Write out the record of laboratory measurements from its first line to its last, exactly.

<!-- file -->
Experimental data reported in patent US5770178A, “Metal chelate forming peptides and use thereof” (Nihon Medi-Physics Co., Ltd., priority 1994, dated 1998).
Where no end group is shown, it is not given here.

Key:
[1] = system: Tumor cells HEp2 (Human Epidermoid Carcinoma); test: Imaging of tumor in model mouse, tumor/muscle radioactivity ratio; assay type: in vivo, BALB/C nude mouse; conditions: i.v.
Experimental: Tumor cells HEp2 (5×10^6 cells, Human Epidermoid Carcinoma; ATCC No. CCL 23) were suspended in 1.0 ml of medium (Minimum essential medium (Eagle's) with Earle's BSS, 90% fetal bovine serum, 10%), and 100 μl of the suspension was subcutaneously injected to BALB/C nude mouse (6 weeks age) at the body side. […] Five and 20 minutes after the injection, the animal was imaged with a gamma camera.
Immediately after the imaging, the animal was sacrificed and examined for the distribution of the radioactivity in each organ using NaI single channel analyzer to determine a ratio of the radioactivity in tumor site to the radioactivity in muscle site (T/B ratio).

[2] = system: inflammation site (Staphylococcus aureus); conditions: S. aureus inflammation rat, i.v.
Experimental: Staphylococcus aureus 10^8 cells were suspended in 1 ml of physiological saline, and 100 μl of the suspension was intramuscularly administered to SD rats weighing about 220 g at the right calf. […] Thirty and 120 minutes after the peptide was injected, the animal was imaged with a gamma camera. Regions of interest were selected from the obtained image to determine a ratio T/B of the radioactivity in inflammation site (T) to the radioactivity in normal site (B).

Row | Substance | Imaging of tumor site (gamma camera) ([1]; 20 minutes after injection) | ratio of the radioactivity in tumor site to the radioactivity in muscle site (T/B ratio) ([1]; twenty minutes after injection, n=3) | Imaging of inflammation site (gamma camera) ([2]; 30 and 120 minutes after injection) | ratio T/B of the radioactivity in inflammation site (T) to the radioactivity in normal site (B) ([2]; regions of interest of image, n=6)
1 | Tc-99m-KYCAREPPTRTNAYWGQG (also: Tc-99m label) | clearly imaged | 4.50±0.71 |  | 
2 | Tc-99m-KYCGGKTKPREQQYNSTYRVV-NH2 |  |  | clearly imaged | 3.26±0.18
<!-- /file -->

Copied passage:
Experimental data reported in patent US5770178A, “Metal chelate forming peptides and use thereof” (Nihon Medi-Physics Co., Ltd., priority 1994, dated 1998).
Where no end group is shown, it is not given here.

Key:
[1] = system: Tumor cells HEp2 (Human Epidermoid Carcinoma); test: Imaging of tumor in model mouse, tumor/muscle radioactivity ratio; assay type: in vivo, BALB/C nude mouse; conditions: i.v.
Experimental: Tumor cells HEp2 (5×10^6 cells, Human Epidermoid Carcinoma; ATCC No. CCL 23) were suspended in 1.0 ml of medium (Minimum essential medium (Eagle's) with Earle's BSS, 90% fetal bovine serum, 10%), and 100 μl of the suspension was subcutaneously injected to BALB/C nude mouse (6 weeks age) at the body side. […] Five and 20 minutes after the injection, the animal was imaged with a gamma camera.
Immediately after the imaging, the animal was sacrificed and examined for the distribution of the radioactivity in each organ using NaI single channel analyzer to determine a ratio of the radioactivity in tumor site to the radioactivity in muscle site (T/B ratio).

[2] = system: inflammation site (Staphylococcus aureus); conditions: S. aureus inflammation rat, i.v.
Experimental: Staphylococcus aureus 10^8 cells were suspended in 1 ml of physiological saline, and 100 μl of the suspension was intramuscularly administered to SD rats weighing about 220 g at the right calf. […] Thirty and 120 minutes after the peptide was injected, the animal was imaged with a gamma camera. Regions of interest were selected from the obtained image to determine a ratio T/B of the radioactivity in inflammation site (T) to the radioactivity in normal site (B).

Row | Substance | Imaging of tumor site (gamma camera) ([1]; 20 minutes after injection) | ratio of the radioactivity in tumor site to the radioactivity in muscle site (T/B ratio) ([1]; twenty minutes after injection, n=3) | Imaging of inflammation site (gamma camera) ([2]; 30 and 120 minutes after injection) | ratio T/B of the radioactivity in inflammation site (T) to the radioactivity in normal site (B) ([2]; regions of interest of image, n=6)
1 | Tc-99m-KYCAREPPTRTNAYWGQG (also: Tc-99m label) | clearly imaged | 4.50±0.71 |  | 
2 | Tc-99m-KYCGGKTKPREQQYNSTYRVV-NH2 |  |  | clearly imaged | 3.26±0.18